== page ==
Semiconductors exhibit different types of temperature coefficients. In order to valuable parameters such as resistance or forward voltage drop and the associated change in temperature, one must understand temperature coefficients for various devices.
First however, it is best to explain the difference between positive temperature coefficients and negative temperature coefficients. As usual, Wikipedia does a good job of explaining the difference. Here are the basics:
- A component that becomes less resistive with temperature has a negative temperature coefficient.
- A component that becomes more resistive with temperature has a positive temperature coefficient.
- The polarity of the temperature coefficient is easy to spot in a graph of resistance versus temperature. As temperature increases, a positive slope indicates a positive temperature coefficient. A negative slope indicates a negative temperature coefficient.
In this blog we’ll look at the temperature coefficients of popular power semiconductors as well as how to deal with them in a circuit. This excerpt from the Wikipedia post provides a top level statement about semiconductor temperature coefficients”
“Negative temperature coefficient of resistance of a semiconductor
An increase in the temperature of a semiconducting material results in an increase in charge-carrier concentration. This results in a higher number of charge carriers available for recombination, increasing the conductivity of the semiconductor. The increasing conductivity causes the resistivity of the semiconductor material to decrease with the rise in temperature, resulting in a negative temperature coefficient of resistance.”
This is true for the base semiconductor theory especially junction based devices such as bipolar junction transistors (BJTs) and diodes. However, components such as (Metal Oxide Semiconductor Field Effect Transistors (MOSFETs) and Insulated Gate Bipolar Transistors (IGBTs) actually have resistive channels that affect the behavior of the temperature coefficient.
In engineering school, semiconductor theory always started with references to energy gaps created by a semiconductor junction with different levels of p and n concentrations. By injecting energy into a semiconductor, electrons gained thermal energy which in turn supplemented the amount of electrical energy thus requiring less forward biasing current for conduction to occur. Similarly, while blocking voltage, a diode junction’s leakage current increases with temperature. I saw this first hand as some 600V silicon Schottky diodes started to disintegrate before my eyes in a power factor correction circuit. The waveforms did a lava lamp style expansion as they rapidly expanded. Fortunately, I killed the circuit before the whole thing blew up. Suffice it to say that Motorola is no longer in the semiconductor business. Go figure.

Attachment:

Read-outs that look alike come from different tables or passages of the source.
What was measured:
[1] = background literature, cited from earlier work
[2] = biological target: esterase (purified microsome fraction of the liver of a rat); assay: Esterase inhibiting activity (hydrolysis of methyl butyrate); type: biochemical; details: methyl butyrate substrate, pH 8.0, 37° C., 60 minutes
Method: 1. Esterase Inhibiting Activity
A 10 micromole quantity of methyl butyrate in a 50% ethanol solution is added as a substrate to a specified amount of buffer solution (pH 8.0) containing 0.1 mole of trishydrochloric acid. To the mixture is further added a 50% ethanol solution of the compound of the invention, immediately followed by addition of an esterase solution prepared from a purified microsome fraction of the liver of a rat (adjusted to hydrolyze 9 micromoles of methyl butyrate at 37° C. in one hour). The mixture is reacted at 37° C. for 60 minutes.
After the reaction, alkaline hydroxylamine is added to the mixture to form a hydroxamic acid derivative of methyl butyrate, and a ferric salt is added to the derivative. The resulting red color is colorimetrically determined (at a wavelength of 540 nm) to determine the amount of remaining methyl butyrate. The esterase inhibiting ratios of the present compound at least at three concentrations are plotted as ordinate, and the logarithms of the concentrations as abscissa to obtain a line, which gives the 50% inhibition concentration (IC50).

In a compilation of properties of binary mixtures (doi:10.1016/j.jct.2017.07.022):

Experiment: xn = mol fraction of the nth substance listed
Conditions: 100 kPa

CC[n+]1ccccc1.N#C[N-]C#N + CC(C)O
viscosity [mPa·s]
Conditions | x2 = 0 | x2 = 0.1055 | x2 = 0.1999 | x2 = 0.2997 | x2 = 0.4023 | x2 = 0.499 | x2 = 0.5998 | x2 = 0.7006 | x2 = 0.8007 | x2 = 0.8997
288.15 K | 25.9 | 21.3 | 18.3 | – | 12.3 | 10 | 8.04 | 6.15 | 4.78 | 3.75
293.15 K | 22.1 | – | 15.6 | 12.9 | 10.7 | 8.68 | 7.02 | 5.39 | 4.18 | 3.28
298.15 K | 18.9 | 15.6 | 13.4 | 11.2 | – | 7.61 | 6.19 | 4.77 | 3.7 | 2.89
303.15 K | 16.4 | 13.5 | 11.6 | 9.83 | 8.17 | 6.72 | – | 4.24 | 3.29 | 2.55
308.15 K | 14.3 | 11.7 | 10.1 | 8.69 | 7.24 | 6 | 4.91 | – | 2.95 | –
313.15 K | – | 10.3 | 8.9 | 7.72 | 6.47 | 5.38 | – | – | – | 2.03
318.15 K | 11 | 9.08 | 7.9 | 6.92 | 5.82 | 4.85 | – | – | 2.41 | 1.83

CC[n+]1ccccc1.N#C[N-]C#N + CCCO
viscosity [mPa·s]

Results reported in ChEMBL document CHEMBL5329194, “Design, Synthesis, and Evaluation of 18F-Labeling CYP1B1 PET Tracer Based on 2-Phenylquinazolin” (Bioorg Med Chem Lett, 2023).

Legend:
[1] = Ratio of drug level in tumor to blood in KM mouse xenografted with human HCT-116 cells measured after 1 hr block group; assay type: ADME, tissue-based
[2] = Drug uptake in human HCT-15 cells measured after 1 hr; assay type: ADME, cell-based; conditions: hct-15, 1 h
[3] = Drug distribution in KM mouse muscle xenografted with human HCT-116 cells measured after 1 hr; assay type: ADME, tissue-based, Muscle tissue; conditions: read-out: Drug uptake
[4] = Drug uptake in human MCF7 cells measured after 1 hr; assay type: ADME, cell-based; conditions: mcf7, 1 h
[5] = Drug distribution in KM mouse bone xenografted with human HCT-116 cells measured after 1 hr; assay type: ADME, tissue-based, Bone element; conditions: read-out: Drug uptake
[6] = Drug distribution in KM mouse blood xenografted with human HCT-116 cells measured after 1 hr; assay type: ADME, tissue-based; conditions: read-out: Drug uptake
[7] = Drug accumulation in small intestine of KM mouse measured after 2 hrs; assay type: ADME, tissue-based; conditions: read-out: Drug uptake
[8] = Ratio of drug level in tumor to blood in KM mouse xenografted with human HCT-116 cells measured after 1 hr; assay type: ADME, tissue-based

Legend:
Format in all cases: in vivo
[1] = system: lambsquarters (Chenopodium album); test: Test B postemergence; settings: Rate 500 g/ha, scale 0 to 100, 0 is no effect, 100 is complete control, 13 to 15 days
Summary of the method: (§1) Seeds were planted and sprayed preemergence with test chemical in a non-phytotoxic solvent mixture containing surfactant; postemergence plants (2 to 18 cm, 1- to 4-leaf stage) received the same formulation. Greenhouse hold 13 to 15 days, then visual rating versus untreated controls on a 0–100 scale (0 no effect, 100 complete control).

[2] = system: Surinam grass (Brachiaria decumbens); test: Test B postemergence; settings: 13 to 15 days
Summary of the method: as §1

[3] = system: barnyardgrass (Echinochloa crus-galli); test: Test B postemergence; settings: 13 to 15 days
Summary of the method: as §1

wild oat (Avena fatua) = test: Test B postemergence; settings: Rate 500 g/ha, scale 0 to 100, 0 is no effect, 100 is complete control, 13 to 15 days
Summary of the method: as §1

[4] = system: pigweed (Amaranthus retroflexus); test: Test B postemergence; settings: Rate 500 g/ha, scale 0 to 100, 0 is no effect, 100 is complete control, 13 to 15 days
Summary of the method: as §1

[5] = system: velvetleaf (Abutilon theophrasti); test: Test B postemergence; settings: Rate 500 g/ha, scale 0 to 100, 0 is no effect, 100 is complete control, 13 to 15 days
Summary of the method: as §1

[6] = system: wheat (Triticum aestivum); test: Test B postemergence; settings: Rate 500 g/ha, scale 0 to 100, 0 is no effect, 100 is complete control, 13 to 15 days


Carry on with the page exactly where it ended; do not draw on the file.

Forward voltage decreases with increasing temperature as shown in the Figure. This change in forward voltage is so predictable that it’s often used as a method for measuring junction temperature within a separate device.
The aforementioned temperature coefficient tendencies relate to silicon. Newer materials such as silicon carbide (SiC) and gallium nitride (GaN) will act differently with temperature changes than silicon.
As for MOSFETs, they have a positive temperature coefficient as shown in the figure where the Rds(on) is shown increasing with temperature. This is due to the resistance of the MOSFET substrate itself as well as the thickness of the device. Thicker devices withstand higher voltages and therefore have higher ON resistance.
The increasing resistance of a MOSFET with temperature is not all bad. It helps balance up currents for MOSFETs that are placed in parallel as current will follow the path of least resistance.
IGBTs are sort of hybrid devices that can lightly be described as a cross between a BJT and a MOSFET. The IG or Insulated Gate part of IGBT refers to the MOSFET that triggers the device. The BT refers to the bipolar transistor (actually two of them) that conduct most of the current. The IGBT curves show this in the IC versus VCE figure below rather than provide a resistor based graph like a MOSFET. Note the cross over point where slopes change.
Copper has a positive temperature coefficient whereas it gets more resistive with increasing current. I’m going to borrow some text from one of the references as it is explained rather well here: “Whereas in the case of conductors, when temperature increases resistivity increases as electrons collide more frequently with vibrating atoms. This reduces drift speed of electrons (and thus current reduces). Thus, conductors have positive temperature coefficient of resistance .”
Temperature coefficient affects from major power circuit components can enhance or reduce efficiency. Furthermore, they change temperature rise of the component. Understanding these behaviors benefits the reliability and performance of your design.
- “Temperature coefficient,” From Wikipedia, the free encyclopedia
- Why is temperature coefficient of resistance negative for semiconductor? Quora answer blog
- BAV99 diode data sheet IF vs. VF graph
- “Use Forward Voltage Drop To Measure Junction Temperature.” Electronic Design, Jason Chonko, Dec 15, 2005.
- “MOSFET Rds(on) question”, Electrical Engineering Stack Exchange is a question and answer site for electronics and electrical engineering professionals, students, and enthusiasts
- “IGBT Basics”, Fairchild Application note AN-9016